Meb Keflezighi first met Bill and Denise Richard before the 2014 Boston Marathon at a charity team function.
Keflezighi and his wife offered the Richards hugs and prayers and asked if there was anything they could do for the family who a year earlier had lost 8-year-old Martin in the tragic bombings.
“Ever since, we kind of connected,” Keflezighi, the men’s champion in 2014, said in a recent telephone interview. “We’ve texted each other and gotten a couple emails.”
Fast forward to last year’s Boston Marathon. Keflezighi struggled and wondered to himself how charity runners do it every year.
“Usually when I’m conditioned, which my training went really well, I look forward to potentially winning or top 10, for sure, or top six,” the 42-year-old said. “But about 12 miles or 12 and a half [in], my body just gave up on me. My quads, I could feel them, they were like as flat as a pancake. They were jelly.”
After finishing 13th in 2:17, he questioned why he had signed up for the New York City Marathon, which is run in November. Before the NYC Marathon, the Richards reached out to Keflezighi’s brother, Hawi, asking if Meb would consider running the 2018 Boston Marathon for the Martin Richard Foundation, whose mission is to advance sportsmanship, inclusion, kindness, and peace.
“I’m like, ‘Hawi, let me get through New York.’ I’m thinking it’s a great cause, don’t get me wrong, but at the same time, I was burnt out at that point. I didn’t know if I could do it. I was depleted in New York. That’s all I had. I finished. I collapsed at the end. I had no energy left.”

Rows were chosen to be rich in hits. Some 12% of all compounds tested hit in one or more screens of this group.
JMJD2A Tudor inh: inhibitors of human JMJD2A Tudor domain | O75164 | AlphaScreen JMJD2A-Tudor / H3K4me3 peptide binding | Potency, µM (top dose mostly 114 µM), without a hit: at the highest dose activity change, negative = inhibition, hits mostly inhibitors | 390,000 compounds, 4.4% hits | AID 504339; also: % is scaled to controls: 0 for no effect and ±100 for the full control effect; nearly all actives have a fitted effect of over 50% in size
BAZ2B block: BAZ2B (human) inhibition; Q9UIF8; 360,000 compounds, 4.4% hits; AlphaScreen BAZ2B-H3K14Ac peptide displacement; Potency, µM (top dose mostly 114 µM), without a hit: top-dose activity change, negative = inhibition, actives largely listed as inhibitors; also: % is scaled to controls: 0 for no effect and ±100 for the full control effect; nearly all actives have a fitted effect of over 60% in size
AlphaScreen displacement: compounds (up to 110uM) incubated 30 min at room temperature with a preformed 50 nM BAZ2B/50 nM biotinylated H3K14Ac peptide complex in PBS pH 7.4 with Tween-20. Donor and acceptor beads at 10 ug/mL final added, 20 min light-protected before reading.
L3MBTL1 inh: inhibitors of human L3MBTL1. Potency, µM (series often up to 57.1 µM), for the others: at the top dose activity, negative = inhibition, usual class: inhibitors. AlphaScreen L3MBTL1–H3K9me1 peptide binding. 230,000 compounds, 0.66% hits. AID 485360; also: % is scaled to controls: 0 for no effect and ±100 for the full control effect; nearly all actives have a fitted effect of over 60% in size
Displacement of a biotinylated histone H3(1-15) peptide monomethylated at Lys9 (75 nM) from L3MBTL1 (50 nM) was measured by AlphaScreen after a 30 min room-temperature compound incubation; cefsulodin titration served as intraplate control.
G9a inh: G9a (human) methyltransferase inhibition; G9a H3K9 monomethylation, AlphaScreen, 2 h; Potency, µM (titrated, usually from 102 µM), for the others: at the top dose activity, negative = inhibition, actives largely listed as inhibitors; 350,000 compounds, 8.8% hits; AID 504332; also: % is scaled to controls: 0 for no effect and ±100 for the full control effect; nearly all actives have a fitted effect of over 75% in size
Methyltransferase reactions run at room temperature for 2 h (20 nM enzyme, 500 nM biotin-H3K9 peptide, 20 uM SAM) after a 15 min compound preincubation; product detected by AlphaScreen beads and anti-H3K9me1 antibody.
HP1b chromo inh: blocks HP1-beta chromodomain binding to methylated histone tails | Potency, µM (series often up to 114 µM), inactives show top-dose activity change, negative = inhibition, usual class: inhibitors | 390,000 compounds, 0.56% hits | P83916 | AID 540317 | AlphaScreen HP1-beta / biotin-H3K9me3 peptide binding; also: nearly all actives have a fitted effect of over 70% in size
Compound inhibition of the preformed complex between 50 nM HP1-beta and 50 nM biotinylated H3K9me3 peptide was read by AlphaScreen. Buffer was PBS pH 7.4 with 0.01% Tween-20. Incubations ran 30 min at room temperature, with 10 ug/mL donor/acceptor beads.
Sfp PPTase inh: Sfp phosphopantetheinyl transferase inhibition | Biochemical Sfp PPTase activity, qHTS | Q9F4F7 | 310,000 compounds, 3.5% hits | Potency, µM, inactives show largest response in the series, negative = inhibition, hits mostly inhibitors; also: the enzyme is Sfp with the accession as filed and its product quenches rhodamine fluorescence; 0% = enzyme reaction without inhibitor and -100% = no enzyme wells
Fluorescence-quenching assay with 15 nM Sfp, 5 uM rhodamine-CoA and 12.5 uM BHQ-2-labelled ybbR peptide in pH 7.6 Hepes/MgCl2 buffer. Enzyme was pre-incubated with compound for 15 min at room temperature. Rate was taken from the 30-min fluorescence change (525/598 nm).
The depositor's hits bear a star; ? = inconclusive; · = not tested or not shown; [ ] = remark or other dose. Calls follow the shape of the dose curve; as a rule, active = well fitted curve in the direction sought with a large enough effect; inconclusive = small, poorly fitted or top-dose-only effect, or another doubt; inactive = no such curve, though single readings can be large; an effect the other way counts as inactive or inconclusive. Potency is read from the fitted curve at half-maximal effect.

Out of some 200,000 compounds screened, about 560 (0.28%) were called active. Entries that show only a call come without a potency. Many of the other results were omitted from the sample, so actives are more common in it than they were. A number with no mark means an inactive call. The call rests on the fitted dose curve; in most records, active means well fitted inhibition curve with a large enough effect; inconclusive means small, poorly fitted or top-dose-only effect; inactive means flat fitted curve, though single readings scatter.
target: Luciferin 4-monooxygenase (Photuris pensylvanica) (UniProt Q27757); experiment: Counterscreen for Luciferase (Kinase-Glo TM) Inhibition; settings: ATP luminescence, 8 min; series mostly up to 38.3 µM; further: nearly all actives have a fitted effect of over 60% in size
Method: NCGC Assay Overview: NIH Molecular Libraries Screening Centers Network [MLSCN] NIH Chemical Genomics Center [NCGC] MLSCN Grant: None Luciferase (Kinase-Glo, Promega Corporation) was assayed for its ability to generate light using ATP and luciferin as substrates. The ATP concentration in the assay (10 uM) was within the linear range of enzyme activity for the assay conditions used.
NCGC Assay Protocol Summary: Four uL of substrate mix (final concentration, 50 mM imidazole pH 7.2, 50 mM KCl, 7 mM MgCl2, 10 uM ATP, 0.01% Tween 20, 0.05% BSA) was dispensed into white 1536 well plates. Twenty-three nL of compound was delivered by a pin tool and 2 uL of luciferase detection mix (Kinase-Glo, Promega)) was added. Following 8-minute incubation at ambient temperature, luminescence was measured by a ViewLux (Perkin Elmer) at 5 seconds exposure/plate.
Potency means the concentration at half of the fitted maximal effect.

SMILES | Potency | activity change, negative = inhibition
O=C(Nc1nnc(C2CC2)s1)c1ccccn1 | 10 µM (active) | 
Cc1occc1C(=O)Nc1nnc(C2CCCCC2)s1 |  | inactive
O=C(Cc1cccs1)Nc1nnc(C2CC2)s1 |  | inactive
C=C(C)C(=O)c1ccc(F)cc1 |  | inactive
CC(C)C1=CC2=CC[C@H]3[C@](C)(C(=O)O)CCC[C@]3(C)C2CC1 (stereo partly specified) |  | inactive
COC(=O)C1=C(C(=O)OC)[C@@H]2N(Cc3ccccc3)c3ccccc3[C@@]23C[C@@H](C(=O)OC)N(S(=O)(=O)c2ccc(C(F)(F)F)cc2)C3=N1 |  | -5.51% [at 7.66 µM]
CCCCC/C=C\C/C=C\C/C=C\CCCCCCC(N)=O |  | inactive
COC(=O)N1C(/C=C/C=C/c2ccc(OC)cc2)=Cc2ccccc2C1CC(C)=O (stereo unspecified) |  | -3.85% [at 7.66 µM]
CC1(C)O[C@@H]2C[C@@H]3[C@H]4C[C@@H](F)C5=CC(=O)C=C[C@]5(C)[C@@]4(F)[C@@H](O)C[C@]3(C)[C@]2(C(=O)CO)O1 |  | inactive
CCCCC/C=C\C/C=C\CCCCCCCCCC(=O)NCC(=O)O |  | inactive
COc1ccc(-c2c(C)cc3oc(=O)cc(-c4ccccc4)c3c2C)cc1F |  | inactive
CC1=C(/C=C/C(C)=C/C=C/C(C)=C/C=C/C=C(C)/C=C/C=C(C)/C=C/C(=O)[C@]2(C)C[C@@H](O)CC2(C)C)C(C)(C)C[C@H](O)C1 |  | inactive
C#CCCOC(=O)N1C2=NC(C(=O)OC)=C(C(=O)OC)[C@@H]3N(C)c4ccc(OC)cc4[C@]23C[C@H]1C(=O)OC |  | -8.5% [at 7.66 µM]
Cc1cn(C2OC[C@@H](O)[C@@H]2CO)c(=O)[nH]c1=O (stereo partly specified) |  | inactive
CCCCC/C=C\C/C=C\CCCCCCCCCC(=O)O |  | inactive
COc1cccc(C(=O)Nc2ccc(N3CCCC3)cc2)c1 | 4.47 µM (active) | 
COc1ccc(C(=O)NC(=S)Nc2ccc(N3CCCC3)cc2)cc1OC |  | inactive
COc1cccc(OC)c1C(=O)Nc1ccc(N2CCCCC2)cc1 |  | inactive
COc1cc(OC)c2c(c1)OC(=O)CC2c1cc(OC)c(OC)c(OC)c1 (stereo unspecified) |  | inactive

But after his body recovered from New York and he thought about the Richards’ request, he ultimately decided he “would love to do it.”
“It wasn’t an easy answer by any means, but at the same time, when I tell them if there’s anything I can do, and hopefully I’m a man of my words,” Keflezighi said.
“Obviously, it’s no more hurting people, peace, the image that always comes to my mind whenever I think about Martin Richard and what they have done.”
So for the first time, he won’t be counting every stride, contemplating when to make a move, wondering where he is among the elite pack. The clock will be on his mind, he’ll check his watch occasionally, but he won’t be in a hurry. There is so much about his 2014 victory he doesn’t remember, like running past Wellesley College, because he was in the zone. Not this time. He said he will try to finish in about three hours or so, soaking in the sights and sounds and celebrating life along the way.
“This time around, I can give a high five or cheer them on and soak it all in at the same time . . . the slower you go, the more you hear the words they say and read the signs. It should be fun,” Keflezighi said.
“It’s a nice way to run it and it’s an honor to wear his jersey.”